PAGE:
As I noted in my recent EPA-update post, President Donald Trump’s pen inked out Barack Obama’s climate change inanity when he signed a sweeping executive order focused on energy independence.

With a sweeping executive order signed at EPA headquarters, Trump initiated an immediate review of the Clean Power Plan, which restricts greenhouse gas emissions at coal-fired power plants. Surrounded by coal miners, the president described that plan as a “crushing attack” on workers and vowed to nix “job-killing regulations.”

“We’re going to have safety, we’re going to have clean water, we’re going to have clean air, but so many [regulations] are unnecessary, so many are job-killing,” he said.

Trump added, “Together we are going to start a new energy revolution.”

Speaking earlier with “Fox & Friends,” EPA Administrator Scott Pruitt said the president is setting a “new course” that is both “pro-jobs” and “pro-environment.”

“It’s going to create jobs in the oil and gas sector,” he said. “For too long, over the last several years, you’ve had certain industries, certain sectors of our economy that were within the crosshairs of the EPA.”

He added, “That is not going to happen anymore.”

Later, White House Press secretary Sean Spicer expanded upon benefits of the new policy:

Spicer said that Tuesday’s order included “a review of the new performance standards for coal-fired and natural gas-fired plants that amount to a de facto ban on new coal plant production in the United States”. He told reporters: “This is great news for states like Wyoming, West Virginia, Kentucky, Pennsylvania and others.”

All the states listed voted for Trump in last November’s presidential election. The executive order continues his aggressive endeavour to unravel his predecessor’s policies and strip away regulations in what his chief strategist, Steve Bannon, has called “the deconstruction of the administrative state”. This includes radically diminishing the Environmental Protection Agency (EPA).

While the energy industry is always unpredictable, and natural gas development will impact the need for coal, it seems President Trump’s policy goals have already helped some miners. A few hundred workers have been rehired in one area of Kentucky.

During the Obama administration, figures obtained by Fox News show that 36,800 coal miners lost their jobs. Last September, the number of people mining coal hit the lowest point since 1985.

Since Trump took office, 300 miners have been re-hired.

Ninety of the new hires are at the E4-1 mine in Hazard. But that was after the mine was hit by a series of layoffs since 2012 that left 460 workers out of a job.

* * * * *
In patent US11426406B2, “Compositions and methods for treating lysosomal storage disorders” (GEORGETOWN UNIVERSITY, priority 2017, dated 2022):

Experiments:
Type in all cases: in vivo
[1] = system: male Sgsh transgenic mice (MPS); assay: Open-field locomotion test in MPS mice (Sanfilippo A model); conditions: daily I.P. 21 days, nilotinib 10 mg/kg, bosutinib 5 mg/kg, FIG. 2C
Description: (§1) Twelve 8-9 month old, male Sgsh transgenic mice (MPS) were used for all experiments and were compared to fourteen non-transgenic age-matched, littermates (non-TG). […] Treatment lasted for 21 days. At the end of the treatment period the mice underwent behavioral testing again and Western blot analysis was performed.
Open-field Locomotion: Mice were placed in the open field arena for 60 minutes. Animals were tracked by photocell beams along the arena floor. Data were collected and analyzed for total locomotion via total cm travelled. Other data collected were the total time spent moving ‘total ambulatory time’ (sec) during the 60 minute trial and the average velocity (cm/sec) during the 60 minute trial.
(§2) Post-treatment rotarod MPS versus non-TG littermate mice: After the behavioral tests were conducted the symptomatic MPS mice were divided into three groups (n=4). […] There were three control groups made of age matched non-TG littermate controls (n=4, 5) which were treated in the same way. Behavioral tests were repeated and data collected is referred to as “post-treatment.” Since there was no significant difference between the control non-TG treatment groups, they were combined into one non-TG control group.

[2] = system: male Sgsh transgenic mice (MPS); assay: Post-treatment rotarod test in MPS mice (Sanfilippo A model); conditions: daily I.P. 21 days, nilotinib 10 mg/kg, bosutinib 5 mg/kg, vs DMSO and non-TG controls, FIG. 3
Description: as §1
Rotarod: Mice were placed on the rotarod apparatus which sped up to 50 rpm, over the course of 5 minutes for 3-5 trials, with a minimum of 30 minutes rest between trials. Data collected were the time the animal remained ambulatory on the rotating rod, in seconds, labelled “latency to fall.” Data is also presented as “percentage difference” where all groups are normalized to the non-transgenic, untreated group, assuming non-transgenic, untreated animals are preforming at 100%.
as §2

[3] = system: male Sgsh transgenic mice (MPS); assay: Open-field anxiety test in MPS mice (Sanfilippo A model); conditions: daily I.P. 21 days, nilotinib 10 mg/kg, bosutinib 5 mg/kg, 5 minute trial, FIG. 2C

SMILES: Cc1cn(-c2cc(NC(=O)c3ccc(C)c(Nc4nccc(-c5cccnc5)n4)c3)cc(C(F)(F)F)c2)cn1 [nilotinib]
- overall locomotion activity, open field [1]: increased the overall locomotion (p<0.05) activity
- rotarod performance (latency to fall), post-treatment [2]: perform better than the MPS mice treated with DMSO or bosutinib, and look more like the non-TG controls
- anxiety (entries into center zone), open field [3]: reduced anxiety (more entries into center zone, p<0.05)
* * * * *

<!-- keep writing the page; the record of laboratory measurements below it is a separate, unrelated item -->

“Maybe it’s a little comeback at this point,” said Chris Hamilton Senior VP of the West Virginia Coal Association.

That the climate alarmists and their political minions are unhappy with the new executive order is a wonderful side-benefit. Legal Insurrection readers will recall that new York Attorney General Eric Schneiderman had organized 16-other state AG’s to legally challenge “climate change deniers“.

He apparently is less than thrilled with this development, saying: “We regret the fact that the president is trying to bow back history. But it’s not going to happen. The markets are moving. The states are moving.”

And, as with immigration, state-specific resistance is planned:

Several states vowed to maintain climate rules, including New York and California, who have aggressive greenhouse gas targets on the books.

Separately, environmentalists said they would aggressively fight back against the order.

Lawsuits are likely to be the main strategy these groups have for fighting back against Trump, and many hinted at future litigation in their reactions on Tuesday.

“President Trump and EPA Administrator Pruitt will find that they cannot simply eliminate these initiatives with the stroke of a pen,” Ann Weeks, legal director at the Clean Air Task Force, said in a statement. “When they try, we will see them in court.”

But, since Trump didn’t need California or New York to win the presidency, I don’t think that he will lose much sleep over the continued, blue-state drama.

I sure hope there is more ink left in Trump’s pen. There is much more to be done, especially to promote the new energy revolution.


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